Rates of success improve vastly for first-generation college students who have access to technology tools both in and out of the classroom.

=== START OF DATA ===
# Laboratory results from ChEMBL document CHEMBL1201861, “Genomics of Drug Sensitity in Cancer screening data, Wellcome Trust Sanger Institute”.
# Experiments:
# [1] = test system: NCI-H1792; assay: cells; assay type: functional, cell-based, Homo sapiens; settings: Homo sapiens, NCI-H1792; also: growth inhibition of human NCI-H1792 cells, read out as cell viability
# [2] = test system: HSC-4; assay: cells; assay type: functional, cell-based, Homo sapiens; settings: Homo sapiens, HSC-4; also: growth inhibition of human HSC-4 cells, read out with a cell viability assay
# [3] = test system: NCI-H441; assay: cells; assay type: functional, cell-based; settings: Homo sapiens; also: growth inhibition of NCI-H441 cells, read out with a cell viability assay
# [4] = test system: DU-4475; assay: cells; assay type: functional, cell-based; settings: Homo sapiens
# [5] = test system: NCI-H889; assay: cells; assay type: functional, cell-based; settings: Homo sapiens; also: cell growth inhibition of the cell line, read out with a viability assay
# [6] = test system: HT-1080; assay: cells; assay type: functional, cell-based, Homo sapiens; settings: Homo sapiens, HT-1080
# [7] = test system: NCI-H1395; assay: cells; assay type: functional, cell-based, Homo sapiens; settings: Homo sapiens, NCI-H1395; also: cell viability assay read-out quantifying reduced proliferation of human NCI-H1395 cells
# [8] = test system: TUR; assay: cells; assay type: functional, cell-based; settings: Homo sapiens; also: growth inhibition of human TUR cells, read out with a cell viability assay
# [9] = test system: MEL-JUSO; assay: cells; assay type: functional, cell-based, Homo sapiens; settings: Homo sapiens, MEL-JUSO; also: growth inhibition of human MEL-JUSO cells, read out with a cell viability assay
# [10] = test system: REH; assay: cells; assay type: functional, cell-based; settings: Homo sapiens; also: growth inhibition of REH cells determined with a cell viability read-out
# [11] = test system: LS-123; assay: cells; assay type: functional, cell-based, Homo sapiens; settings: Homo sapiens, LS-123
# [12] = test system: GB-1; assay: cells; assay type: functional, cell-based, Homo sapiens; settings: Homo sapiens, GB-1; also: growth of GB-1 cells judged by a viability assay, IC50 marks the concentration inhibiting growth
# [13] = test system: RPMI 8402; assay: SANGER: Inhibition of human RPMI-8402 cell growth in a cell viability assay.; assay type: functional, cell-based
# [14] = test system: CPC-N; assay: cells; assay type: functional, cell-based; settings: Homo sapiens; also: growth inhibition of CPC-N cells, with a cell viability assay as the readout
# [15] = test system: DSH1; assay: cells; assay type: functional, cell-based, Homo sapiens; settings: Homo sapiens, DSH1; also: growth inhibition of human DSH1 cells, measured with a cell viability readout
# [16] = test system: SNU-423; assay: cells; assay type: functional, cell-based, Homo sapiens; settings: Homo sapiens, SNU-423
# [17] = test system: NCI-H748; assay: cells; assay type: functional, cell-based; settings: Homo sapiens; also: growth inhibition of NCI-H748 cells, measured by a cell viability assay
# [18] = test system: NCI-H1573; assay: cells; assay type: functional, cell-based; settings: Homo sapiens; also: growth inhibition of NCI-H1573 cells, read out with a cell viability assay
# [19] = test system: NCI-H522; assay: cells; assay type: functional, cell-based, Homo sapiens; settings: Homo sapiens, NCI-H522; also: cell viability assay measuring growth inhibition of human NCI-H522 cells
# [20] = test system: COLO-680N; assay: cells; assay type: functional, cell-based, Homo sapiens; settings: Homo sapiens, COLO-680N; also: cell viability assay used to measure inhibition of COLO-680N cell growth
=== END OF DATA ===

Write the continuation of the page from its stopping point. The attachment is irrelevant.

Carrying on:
Technology access issues related to the Digital Divide continue to have an impact on academic success and, correspondingly, to economic growth in the U.S. As technology acquisition costs go down and the use of mobile computing platforms increase, the conversation has shifted to differences in usage patterns related to social class, cultural and economic factors. Basically, kids from wealthy families in affluent school districts use technology differently then kids in less affluent schools and social classes. Research shows that it is not enough to put a computer into the hands of every student, we have to teach them how to use it "in activities that locate, create, communicate, and evaluate information within a networked (online) environment, mediated by digital computing technologies” (Boileau, 2015). The compelling issue among researchers, therefore, is shifting the focus to methods for teaching digital/media literacy skills to promote critical thinking and to close the ‘new’ digital divide. I have a book chapter in press that speaks to this phenomenon.